What Is a Breast Biopsy?
A breast biopsy is a procedure in which your doctor removes cells or a small piece of tissue from part of your breast. They look at it under a microscope for signs of cancer. It’s the only way to know for sure if a possible trouble spot is cancer.
Why Is a Breast Biopsy Done?
If your doctor finds something suspicious during a routine breast exam, mammogram, or ultrasound, they may recommend this test. Possible signs of trouble include:
- A lump or mass that you can feel in your breast
- Masses filled with fluid (cysts) or small calcium deposits (microcalcifications)
- Nipple problems like bloody discharge
Types of Breast Biopsy Procedures
Your doctor will recommend a breast biopsy procedure based on:
- The size of the breast lump or suspicious area
- Where it’s located
- If there’s more than one unusual area
- If you have other medical problems
- What you prefer
Common biopsy procedures include:
- Fine-needle aspiration. Your doctor uses a small needle to take a sample of cells from the area in question. If the lump is a cyst (a fluid-filled sac), the procedure may cause it to collapse. This fluid will be looked at under a microscope for any signs of cancer. If the lump is solid, cells can be smeared onto slides for examination.
- Ultrasound-guided core biopsy. Your doctor puts a needle into the breast tissue. Ultrasound helps confirm the exact location of the potential trouble spot so the needle goes to the right place. Tissue samples are then taken through the needle. Ultrasound can see the difference between cysts and solid lesions.
- Stereotactic biopsy. The medical team helps you get into a position that centers the area to be tested in the window of a specially designed instrument. Mammogram films called SCOUT films are taken so a specialist called a radiologist can examine the area to be biopsied. After using medicine to numb the area, the radiologist makes a small opening in your skin. They put a needle into the breast tissue, and computerized pictures help confirm the exact placement. Tissue samples are taken through the needle. It's common for medical professionals to take multiple tissue samples (about three to five).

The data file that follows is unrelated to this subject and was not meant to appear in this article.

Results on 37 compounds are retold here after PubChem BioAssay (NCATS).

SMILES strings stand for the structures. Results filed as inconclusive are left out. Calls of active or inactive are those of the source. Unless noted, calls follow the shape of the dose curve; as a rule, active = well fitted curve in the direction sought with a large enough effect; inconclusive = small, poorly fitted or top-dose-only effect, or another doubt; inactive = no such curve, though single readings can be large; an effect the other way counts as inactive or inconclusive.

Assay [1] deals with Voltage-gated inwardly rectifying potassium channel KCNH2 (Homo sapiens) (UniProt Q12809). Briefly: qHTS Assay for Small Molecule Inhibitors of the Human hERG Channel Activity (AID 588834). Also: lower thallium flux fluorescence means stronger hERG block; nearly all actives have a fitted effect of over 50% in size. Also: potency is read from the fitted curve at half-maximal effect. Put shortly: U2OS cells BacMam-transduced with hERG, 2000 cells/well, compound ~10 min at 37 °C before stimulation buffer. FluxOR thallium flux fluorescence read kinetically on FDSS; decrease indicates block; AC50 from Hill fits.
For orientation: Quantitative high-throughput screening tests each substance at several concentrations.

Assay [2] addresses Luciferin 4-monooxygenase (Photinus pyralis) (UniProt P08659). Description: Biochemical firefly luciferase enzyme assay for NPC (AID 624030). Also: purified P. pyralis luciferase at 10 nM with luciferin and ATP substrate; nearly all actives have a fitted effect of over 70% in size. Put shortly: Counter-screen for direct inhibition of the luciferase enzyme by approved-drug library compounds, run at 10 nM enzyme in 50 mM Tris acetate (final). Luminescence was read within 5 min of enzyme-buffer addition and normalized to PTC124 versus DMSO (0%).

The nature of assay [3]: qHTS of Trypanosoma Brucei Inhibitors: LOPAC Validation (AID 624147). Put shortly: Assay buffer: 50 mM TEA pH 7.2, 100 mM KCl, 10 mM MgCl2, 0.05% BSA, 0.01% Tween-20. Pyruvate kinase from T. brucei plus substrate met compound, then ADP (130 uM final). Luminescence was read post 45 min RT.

- Open excisional biopsy. This is surgery to remove an entire lump. The tissue is then studied under a microscope. If your doctor takes a section of normal breast tissue all the way around a lump (called a lumpectomy), the biopsy is also considered a breast cancer treatment. In this technique, they may put a wire through a needle into the area to be biopsied. An X-ray helps make sure it’s in the right place, and a small hook at the end of the wire keeps it in position. The surgeon uses this wire as a guide to locate the suspicious tissue.
- Sentinel node biopsy. This method helps ensure that only the lymph nodes most likely to have cancer are removed. It pinpoints the first lymph node a tumor drains into (called the sentinel node). To spot it, your doctor puts a radioactive tracer, a blue dye, or both into the area around the tumor. The tracer travels the same path that the cancer cells would take, so your surgeon can find the one or two nodes most likely to have cancer.
Cells or tissues that are removed are given to a pathologist, a doctor who specializes in diagnosing suspicious tissue changes.
Risks of Breast Biopsies
Breast biopsies are relatively safe. Risks include:
- Mild pain
- A change in how your breast looks, depending on how much tissue the doctor removes and how it heals
Breast Biopsy Recovery
You may need to wear a special bra and dressings over the breast biopsy site for a few days after the procedure. You’ll have small strips of tape or stitches over the place your skin was cut. Don’t try to remove these yourself. Your medical team will tell you whether someone will take them out at a later appointment or they’ll fall off by themselves.
Your team may tell you to put medicine on the biopsy area or change the bandages at home. Your doctor will give you advice on showering, bathing, and wound care.
You’ll get a prescription for pain relief if you need it, but an over-the-counter pain reliever might be enough. To lower the risk of bleeding, don’t take aspirin or products containing aspirin for the first 3 days after the procedure unless a doctor tells you to.
The area of the biopsy might be black and blue for a few days afterward, too.
Call your doctor if you notice problems like:
Breast Biopsy Results
It may take several days for the pathologist to look at the sample from your biopsy and prepare a report on it. They’ll send it to your doctor, who will discuss the findings with you.
If the report says you have normal or benign (noncancerous) tissue, your doctor will ask the radiologist whether they agree. If they still think the area is suspicious, you may need to have another procedure.
If the biopsy shows that you have breast cancer, the pathologist’s report will include details about the tumor. This will help your doctor recommend a treatment plan.